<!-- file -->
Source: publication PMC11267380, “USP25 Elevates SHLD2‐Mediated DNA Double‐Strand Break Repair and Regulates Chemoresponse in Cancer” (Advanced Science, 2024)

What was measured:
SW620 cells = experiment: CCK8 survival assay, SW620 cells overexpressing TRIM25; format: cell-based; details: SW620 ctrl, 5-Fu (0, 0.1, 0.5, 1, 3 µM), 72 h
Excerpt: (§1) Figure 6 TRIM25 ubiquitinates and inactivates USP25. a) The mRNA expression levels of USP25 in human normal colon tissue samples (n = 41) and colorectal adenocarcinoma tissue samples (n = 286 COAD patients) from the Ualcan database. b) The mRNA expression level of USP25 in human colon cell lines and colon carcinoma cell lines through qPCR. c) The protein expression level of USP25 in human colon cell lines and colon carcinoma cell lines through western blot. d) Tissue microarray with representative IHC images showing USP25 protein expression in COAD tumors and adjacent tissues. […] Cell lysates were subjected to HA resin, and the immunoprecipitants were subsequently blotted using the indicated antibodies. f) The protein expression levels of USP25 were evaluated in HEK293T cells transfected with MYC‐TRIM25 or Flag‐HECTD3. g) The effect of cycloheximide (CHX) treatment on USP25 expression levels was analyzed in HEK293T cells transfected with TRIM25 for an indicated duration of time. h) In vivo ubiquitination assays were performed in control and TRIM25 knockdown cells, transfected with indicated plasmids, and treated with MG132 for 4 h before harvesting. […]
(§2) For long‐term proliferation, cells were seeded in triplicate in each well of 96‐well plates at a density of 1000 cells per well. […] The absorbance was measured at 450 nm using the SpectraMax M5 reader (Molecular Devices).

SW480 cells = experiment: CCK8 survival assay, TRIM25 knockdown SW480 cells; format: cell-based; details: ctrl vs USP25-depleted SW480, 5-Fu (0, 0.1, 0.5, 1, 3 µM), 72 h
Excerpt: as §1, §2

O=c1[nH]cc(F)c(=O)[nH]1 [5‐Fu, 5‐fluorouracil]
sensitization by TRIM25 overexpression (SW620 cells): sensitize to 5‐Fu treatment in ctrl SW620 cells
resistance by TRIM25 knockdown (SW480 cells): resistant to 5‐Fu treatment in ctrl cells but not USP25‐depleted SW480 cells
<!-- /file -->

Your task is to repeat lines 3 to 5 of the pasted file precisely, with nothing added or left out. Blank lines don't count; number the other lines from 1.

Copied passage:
SW620 cells = experiment: CCK8 survival assay, SW620 cells overexpressing TRIM25; format: cell-based; details: SW620 ctrl, 5-Fu (0, 0.1, 0.5, 1, 3 µM), 72 h
Excerpt: (§1) Figure 6 TRIM25 ubiquitinates and inactivates USP25. a) The mRNA expression levels of USP25 in human normal colon tissue samples (n = 41) and colorectal adenocarcinoma tissue samples (n = 286 COAD patients) from the Ualcan database. b) The mRNA expression level of USP25 in human colon cell lines and colon carcinoma cell lines through qPCR. c) The protein expression level of USP25 in human colon cell lines and colon carcinoma cell lines through western blot. d) Tissue microarray with representative IHC images showing USP25 protein expression in COAD tumors and adjacent tissues. […] Cell lysates were subjected to HA resin, and the immunoprecipitants were subsequently blotted using the indicated antibodies. f) The protein expression levels of USP25 were evaluated in HEK293T cells transfected with MYC‐TRIM25 or Flag‐HECTD3. g) The effect of cycloheximide (CHX) treatment on USP25 expression levels was analyzed in HEK293T cells transfected with TRIM25 for an indicated duration of time. h) In vivo ubiquitination assays were performed in control and TRIM25 knockdown cells, transfected with indicated plasmids, and treated with MG132 for 4 h before harvesting. […]
(§2) For long‐term proliferation, cells were seeded in triplicate in each well of 96‐well plates at a density of 1000 cells per well. […] The absorbance was measured at 450 nm using the SpectraMax M5 reader (Molecular Devices).